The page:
It seems I have opened a can of worms with this thread. Perhaps we could agree that veiling glare can be induced to a greater or lesser extent in any unshielded binocular under certain (rare) circumstances, and that users' sensibilities are different.
I don't think it could be seen as a killer argument against any premium binocular.

John
 

rob220

Member
Hi John
Thanks for your response. Yes any controversial issue such as glare will probably open the can of worms. I think we who are into optics want them to be as good as they can be at least that is how I feel. It is so satisfying to find a simple solutions that while not a deal breaking issue, my FL's certainly work better.

Rob
 

rob220

Member
Just want to add to this amazing group that I am fully aware that I did not reinvent the wheel but appreciated all the inventiveness here and took off from there with materials that I am familiar with.
 

Stephen Prower

Well-known member
I realize that this subject has been beaten to death.

Rob
I apologise that I add my twopennyworth to a long thread. The excuse is that I add to the possible means of alleviating glare problems that other posters have contributed, rather than the discussion of the nature and causes of the problems.

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In case it helps anyone, I attach a photo of a Bushnell Custom Elite 7x26 appropriately further 'customised', using bicycle inner tube, with what I shall neutrally call a 'light shield'.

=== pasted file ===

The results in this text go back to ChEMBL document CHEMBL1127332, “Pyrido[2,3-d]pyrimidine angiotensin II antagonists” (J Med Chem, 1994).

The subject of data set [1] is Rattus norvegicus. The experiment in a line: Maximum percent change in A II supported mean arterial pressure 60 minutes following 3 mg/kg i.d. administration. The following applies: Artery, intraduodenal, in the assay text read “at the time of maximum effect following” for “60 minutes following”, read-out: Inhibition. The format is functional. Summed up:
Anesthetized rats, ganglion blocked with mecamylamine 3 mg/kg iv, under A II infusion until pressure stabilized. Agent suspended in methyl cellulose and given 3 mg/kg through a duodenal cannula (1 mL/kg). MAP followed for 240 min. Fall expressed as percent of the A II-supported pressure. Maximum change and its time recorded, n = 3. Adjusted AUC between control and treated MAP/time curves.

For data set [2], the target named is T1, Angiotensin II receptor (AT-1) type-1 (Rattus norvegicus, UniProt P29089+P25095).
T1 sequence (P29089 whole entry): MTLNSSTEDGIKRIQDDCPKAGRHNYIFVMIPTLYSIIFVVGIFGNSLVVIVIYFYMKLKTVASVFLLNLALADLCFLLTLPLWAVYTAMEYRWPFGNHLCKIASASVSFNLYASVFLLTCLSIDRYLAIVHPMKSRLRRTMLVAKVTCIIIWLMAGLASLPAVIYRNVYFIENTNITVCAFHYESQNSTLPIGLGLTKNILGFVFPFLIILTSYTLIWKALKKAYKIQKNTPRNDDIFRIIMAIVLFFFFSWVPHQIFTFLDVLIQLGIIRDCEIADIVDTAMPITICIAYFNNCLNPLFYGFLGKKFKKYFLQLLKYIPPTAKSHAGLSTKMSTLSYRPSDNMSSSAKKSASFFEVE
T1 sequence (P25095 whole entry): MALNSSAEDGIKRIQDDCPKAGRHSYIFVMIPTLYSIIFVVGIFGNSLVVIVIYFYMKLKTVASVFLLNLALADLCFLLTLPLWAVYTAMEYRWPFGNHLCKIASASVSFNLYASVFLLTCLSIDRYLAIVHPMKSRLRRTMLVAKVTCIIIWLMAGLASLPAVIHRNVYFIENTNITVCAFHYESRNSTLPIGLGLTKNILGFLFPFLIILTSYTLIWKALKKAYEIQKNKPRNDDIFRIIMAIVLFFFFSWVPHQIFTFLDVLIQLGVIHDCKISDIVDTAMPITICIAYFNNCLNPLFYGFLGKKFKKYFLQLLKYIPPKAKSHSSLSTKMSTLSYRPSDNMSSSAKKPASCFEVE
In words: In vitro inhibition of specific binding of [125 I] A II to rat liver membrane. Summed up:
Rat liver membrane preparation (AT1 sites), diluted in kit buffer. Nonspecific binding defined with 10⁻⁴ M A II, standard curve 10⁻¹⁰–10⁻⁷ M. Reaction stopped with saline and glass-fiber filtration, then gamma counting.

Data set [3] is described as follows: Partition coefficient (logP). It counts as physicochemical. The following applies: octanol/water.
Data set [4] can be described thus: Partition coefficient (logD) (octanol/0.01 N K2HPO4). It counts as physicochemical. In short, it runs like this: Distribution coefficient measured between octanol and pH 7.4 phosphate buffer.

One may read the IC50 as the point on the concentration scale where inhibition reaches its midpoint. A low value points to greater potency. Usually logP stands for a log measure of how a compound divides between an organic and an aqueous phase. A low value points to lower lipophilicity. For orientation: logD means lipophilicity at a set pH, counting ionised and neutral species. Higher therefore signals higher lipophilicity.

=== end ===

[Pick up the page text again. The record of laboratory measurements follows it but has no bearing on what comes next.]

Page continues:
The outer section of inner tube has an edge that I found uncomfortable. So I added an inner section of doubled over tube, and adjusted it until it made first contact with the skin of the eye socket.

I have recently found it easier than it used to be to find inner tubes to fit a 2.3 inch maximum section mountain bike tyre in the gash bin of a British bike shop. They are probably a good starter for trying to find the best section of inner tube to fit, with just a little amount of stretch, say a 35mm diameter binocular eyecup.

I use discarded inner tubes for binocular customisation because it is easier to work with a selection of tubes of different section and thickness of rubber. The cost of new tubes would soon mount up. The recycler in me would also disapprove.

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An alternative approach how to use bicycle inner tube to shield binocular eyecups was described last year by Wllmspd at post #15 of the following thread:


'[Bicycle inner tube] labelling is a load of hurt, I bought what I [thought] would fit but failed. So I bought one super ultra huge fat-bike tube and slice bits off as I need. You can then cut it so you have a long strip, then you can use contact adhesive to tune the exact diameter you want. ...'